Most Virginia residents trust their doctors, and for good reason. Doctors are highly-trained medical professionals and, generally, do a great job taking care of patients. However, doctors are still human and sometimes make mistakes or are careless, which can result in significant harm to patients. When these mistakes do happen, Virginia state law allows those who are injured to file a medical malpractice lawsuit against the responsible doctor. If successful, these suits can result in financial recovery for the victim to cover pain and suffering, lost wages, past and future medical expenses, and other losses they suffered.

The purpose of these lawsuits is generally not to punish the doctor but rather to help the victim recover. Because of this, punitive damages are rarely available. Punitive damages are additional monetary damages that may be awarded to the plaintiff that serve not to make the plaintiff whole and help them recover, but to punish and deter the doctor’s behavior. Because this is not the purpose of medical malpractice lawsuits, these damages are reserved for rare cases when the doctor’s conduct was extremely egregious and in disregard of the patient.

Recently, a Virginia court discussed punitive damages in a medical malpractice case. According to the court’s written opinion, the patient broke her ankle in March of 2011, and was treated by the defendant, a doctor. The patient required surgery, and after the surgery, the doctor prescribed her Percocet, a drug consisting of acetaminophen and oxycodone, a controlled narcotic substance. The patient had a history of bipolar disorder and alcohol use, so she was at an increased risk of developing an addiction to narcotic pain medication, but the doctor continued to prescribe her Percocet. He never attempted to treat her with non-narcotic pain medication.

Under Virginia Code § 46.2-1094, drivers, front-seat passengers, and any passengers under 18 years old, must wear a seat belt. Seat belts are a critical safety mechanism, and individuals who do not wear them properly are at a heightened risk for serious injury or death. According to the National Highway Traffic Safety Administration, most recent statistics suggest that almost 50% of people who die in a motor vehicle crash were not wearing seat belts. Despite these startling statistics, people still choose not to wear seat belts, and increase their risk of severe injuries in a Virginia car accident.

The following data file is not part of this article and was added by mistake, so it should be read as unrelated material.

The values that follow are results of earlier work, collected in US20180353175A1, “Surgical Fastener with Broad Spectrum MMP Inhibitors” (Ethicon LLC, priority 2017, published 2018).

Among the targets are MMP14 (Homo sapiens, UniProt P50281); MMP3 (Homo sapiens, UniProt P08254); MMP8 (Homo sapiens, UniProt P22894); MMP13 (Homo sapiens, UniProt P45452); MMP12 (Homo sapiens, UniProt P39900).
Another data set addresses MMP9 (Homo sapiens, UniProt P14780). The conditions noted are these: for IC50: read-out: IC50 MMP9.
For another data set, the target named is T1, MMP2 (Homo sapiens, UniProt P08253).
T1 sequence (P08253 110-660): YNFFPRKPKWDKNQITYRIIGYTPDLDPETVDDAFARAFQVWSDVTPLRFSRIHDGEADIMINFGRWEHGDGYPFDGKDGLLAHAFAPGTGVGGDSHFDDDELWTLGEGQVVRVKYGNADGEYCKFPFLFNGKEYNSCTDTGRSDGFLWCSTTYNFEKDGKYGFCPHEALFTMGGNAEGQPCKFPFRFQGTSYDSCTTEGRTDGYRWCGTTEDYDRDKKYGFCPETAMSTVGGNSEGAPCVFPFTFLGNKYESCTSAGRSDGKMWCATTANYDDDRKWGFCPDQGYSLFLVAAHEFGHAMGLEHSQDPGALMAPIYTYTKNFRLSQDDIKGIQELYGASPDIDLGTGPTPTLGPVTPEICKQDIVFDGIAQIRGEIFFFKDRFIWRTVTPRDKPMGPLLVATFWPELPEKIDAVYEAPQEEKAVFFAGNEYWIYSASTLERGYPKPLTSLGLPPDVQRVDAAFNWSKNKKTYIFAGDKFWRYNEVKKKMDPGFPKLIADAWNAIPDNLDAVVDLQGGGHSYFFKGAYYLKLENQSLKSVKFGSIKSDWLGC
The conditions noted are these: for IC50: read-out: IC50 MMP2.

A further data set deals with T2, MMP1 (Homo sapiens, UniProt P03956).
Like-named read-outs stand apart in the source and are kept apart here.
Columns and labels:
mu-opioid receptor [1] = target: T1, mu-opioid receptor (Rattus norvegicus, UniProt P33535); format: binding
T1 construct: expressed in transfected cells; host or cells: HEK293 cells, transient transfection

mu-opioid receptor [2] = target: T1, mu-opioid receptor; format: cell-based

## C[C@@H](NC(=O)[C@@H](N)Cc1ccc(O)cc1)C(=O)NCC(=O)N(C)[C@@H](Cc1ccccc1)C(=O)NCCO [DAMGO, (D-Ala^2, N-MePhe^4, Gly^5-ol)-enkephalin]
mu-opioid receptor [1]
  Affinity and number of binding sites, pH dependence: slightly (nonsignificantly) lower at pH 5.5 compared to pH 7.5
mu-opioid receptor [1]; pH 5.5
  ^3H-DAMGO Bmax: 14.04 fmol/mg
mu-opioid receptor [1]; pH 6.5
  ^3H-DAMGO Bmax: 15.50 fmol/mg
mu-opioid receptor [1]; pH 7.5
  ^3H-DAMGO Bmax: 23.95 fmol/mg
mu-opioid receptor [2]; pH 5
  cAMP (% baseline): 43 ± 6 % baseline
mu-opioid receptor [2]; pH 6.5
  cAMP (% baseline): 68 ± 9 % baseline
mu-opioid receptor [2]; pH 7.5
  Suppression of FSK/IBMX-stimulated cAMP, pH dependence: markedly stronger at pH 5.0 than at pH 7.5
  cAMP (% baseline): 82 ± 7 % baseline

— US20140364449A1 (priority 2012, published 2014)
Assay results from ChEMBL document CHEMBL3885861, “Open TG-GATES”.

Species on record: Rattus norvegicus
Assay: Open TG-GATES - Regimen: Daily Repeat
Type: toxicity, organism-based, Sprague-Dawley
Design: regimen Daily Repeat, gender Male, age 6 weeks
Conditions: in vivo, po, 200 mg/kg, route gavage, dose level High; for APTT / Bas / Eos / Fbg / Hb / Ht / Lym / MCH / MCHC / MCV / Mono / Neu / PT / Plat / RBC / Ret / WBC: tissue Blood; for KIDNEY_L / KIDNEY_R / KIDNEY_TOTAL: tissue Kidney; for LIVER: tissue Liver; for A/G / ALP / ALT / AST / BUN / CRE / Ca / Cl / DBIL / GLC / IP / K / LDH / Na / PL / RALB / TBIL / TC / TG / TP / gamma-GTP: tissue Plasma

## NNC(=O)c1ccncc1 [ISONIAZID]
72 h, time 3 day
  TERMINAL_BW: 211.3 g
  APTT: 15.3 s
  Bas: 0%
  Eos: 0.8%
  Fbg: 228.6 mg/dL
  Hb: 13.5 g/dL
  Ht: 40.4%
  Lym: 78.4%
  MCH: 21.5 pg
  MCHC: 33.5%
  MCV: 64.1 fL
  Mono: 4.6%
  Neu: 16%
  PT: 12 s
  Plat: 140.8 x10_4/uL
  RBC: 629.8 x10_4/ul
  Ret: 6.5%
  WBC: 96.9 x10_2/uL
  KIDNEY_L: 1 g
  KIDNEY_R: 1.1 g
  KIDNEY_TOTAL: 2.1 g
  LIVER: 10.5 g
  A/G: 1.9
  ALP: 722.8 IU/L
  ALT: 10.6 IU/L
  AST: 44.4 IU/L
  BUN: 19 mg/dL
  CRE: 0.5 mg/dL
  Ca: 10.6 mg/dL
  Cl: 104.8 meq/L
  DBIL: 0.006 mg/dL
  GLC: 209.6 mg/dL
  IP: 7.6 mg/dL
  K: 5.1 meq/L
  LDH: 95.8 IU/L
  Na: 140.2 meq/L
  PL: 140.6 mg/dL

There are many instances where Virginia car accident victims fear that their failure to use a seat belt will affect their ability to recover financially, even when they are involved in an accident through no fault of their own. For example, insurance companies and their defense teams may try to limit their payouts by claiming that the injury victim was contributorily negligent for failing to wear a seat belt. However, although Virginia requires certain passengers to wear seat belts, the law does not allow evidence of non-use to be considered for evidence of negligence or a means to mitigate damages.

Thus, a defense attorney cannot refer to an injury victim’s seat belt use during a trial. Further, although defendants may introduce evidence that the plaintiff failed to mitigate her damages, they cannot argue that the plaintiff’s injuries would have been less severe if they were wearing a seat belt. The idea behind the statute is that, despite the plaintiff’s seat belt use, the injuries would not have occurred if the defendant was not driving negligently. Further, one of the essential purposes behind tort law is to deter the public from engaging in negligent behavior, and arguing about seat belt use shifts responsibility from the defendant to the plaintiff. Keeping in mind, however, that Virginia law does not allow seat belt use as evidence in a personal injury claim, the consequences of non-use can be disastrous.